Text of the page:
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Spraying Rust-o-leum in a HVLP gun


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Here's a question that requires the do-it-your-self experience.

With Rust-o-leum paint in a spray gun, what's needed to get it to flow out like automotive paint?

It's time to redo my 3 gas pumps in the yard and I thought I'd change brands to GULF and paint them with orange Rust-o-leum in my HVLP gun.

Anybody had any experience with this? I painted the bottom of one of my trailers and it worked fine on the steel framing, but will it work on flat smooth body panels?

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I painted my torque tube with high-gloss black Rustoleum epoxy and thinned it about 15%. Flowed out beautifully. My problem was that it took a long time to cure, so when I set it back on the jackstands with rags on them, the paint moved around a little, leaving marks.

Here's a photo (it looks ashy gray, but is high-gloss black, the arrow points to a sag I had from laying it on too thick):

TT_third_coat_1.jpg

and

TT_third_coat_2.jpg

I would recommend two thin coats rather than one thick one. I was just trying to apply color rather than protection, but it was my first time with the spray gun, so it wasn't perfect. If you're familiar with your gun, you should have no problems.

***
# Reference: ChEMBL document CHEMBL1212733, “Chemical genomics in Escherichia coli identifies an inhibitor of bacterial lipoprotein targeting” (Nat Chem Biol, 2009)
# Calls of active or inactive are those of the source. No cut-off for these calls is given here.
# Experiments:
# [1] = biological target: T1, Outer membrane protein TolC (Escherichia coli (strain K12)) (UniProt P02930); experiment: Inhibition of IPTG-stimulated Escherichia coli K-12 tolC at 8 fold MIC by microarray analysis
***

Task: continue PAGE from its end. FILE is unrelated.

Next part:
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Paul,

I spray Rustoleum occasionally out of my primer gun. I have never sprayed with my HVLP. This is more my choice than anything else. I save the HVLP for more visible work. Be sure to check your tip size so it is correct for a slightly thicker material. I have found that if you thin with acetone in lieu of mineral spirits the Rustoleum not only flows much better, it dries more completely and much quicker.

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I think I used regular paint thinner from Home Depot. Probably not ideal, and perhaps why it stayed soft for longer than I expected, but no problems otherwise.

Of course, it hasn't been exposed to the road yet, so maybe it'll peel off in sheets. laugh.gif

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I've sprayed alot of Rustoleum Rusty Metal Primer using standard enamel reducer from the auto parts store. That way you can use slow, medium, or fast depending on the weather conditions. I've also used enamel reducer with the lower priced "equipment enamels" sold at Fleet Farm with good results. I have always used a regular old fashioned spray gun with a quart can, or hooked it to a 3 gal pot for bigger jobs. Eventually I'll try the HVLP gig.....for fussier jobs.

Rick

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  • 2 weeks later...

Rustoleum, or any other enamel type paint, using this ratio for mixing 8-4-1, thats 8 parts paint, 4 parts slow, medium or fast automotive enamel redcuer, and 1 part generic acrylic enamel hardener (Evercoats DOI wetlook).

1 tack coat, wait for paint to flash, depending on temp, humidity, then followed by 2 medium coats of paint.

If you are paing a vehicle, you can let this paint cure about a month, then color sand, and buff polish to a brilliant shine.